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CA: Ottawa wants flame retardants, stain guard on toxic list - PBDE, PFOS in breast milk

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  • binstock@peakpeak.com
    Placing human health above patent-owners profits? Sanity occurs now and then! * * * * Ottawa wants retardants on toxic list Stain guard also included in
    Message 1 of 1 , Jul 1, 2006
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      Placing human health above patent-owners' profits? Sanity occurs now and

      * * * *

      Ottawa wants retardants on toxic list

      Stain guard also included in crackdown


      The federal government wants to add two chemicals that have been widely
      used in the production of stain repellants and flame retardants to
      Canada's list of toxic substances, one of the most aggressive regulatory
      actions in the world against the compounds.

      The substances, polybrominated diphenyl ethers and perfluorooctane
      sulfonate, have been widely used for decades in consumer products such as
      computers, mattresses, televisions, furniture and clothing. They are
      probably found in most homes in the country.

      Ottawa is taking action because the chemicals, neither of which are
      manufactured in Canada, have been linked to a range of troubling symptoms
      in recent laboratory tests using rodents. The problems include conditions
      that resemble attention deficit and hyperactivity disorders in children,
      thyroid hormone disruption, decreased sperm counts, and in some cases,

      Trace levels of the two chemicals have been detected in the bodies of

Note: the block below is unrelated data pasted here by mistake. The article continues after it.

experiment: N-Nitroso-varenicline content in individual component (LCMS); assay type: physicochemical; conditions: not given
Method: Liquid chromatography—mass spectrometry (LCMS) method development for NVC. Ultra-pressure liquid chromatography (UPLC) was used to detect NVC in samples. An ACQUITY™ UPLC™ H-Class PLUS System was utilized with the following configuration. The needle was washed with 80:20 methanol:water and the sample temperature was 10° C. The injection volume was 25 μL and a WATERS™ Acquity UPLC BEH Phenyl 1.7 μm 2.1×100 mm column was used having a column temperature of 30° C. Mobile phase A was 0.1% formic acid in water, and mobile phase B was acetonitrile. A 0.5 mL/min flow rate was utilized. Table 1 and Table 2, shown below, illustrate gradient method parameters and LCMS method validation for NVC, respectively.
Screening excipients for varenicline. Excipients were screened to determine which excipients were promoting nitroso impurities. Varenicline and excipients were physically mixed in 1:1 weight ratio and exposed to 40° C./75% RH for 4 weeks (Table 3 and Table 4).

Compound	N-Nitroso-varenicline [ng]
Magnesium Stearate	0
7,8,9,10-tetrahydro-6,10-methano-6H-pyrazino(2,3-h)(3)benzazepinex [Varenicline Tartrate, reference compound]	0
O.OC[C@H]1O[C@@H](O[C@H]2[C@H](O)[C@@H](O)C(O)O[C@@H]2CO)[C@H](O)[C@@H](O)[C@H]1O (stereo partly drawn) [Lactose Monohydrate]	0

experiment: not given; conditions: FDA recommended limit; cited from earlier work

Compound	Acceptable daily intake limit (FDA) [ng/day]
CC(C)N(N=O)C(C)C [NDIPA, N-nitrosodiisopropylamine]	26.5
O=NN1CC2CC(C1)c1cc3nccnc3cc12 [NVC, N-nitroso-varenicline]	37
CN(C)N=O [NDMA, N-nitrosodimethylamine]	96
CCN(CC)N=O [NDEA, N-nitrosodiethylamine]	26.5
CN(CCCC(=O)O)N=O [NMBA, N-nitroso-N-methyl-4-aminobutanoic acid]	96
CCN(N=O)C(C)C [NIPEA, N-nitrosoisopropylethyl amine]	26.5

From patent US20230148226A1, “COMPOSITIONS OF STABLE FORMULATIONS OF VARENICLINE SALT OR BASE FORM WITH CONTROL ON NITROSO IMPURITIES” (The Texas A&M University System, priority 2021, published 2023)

almost all Canadians who have been tested. Elevated amounts have been
      found in wildlife, including Arctic mammals such as polar bears that are
      far from any known manufacturing facilities.

      Environment Minister Rona Ambrose and Health Minister Tony Clement are
      unveiling the proposals today in the Canada Gazette, the government's
      official record of regulatory announcements.

      They add the chemicals to Canada's list of harmful substances, which
      already includes such dangerous compounds as cancer-causing asbestos, will
      allow Ottawa to make formal regulations to restrict the compounds.

      The two substances were among those profiled in a recent Globe and Mail
      series that investigated the exposure of Canadians to dangerous pollutants
      in household products.

      PFOS, for instance, was a key ingredient in the Scotchgard brand of stain
      repellent used on clothing and carpets for nearly 40 years, until its
      manufacturer, 3M Corp., announced a phase-out in 2000.

      Although the Conservative government has often triggered the ire of
      environmentalists for cutting climate-change programs, it received rare
      accolades yesterday from anti-pollution activists for its intention to
      classify the chemicals as toxic.

      No other country has designated the entire class of PBDE flame retardants
      as dangerous. Chemical producers have been fighting an intense battle to
      keep the European Union, generally considered the world's leading
      regulator on pollutants, from moving against a PBDE formulation known as
      "deca" that Canada is proposing to regulate.

      "The federal government has made the right decision and they deserve
      credit for that," said Rick Smith, executive director of the Toronto-based
      group Environmental Defence.

      The main industry association of flame-retardant manufacturers, the
      Washington-based Bromine Science and Environmental Forum, could not be
      reached for comment.

      Previous tests by Health Canada found Canadian women have the second
      highest levels of PBDEs in their breast milk in the world, after the
      United States.

      In the Canada Gazette filing, the ministers said they didn't think
      exposures to breast-fed infants were high enough to cause harm, although
      they said more research would have to be done to prove this conclusively.


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